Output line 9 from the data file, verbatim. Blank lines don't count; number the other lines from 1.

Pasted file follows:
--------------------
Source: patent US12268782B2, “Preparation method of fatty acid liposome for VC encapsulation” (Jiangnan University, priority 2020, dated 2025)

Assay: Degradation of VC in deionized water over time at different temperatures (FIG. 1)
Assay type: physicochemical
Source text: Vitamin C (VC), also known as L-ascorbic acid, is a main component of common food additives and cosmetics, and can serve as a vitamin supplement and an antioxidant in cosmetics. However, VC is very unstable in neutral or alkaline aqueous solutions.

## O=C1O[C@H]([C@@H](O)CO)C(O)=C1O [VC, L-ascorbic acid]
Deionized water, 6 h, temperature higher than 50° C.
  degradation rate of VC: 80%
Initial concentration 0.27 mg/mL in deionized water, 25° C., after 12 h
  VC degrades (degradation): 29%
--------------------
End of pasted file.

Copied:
  VC degrades (degradation): 29%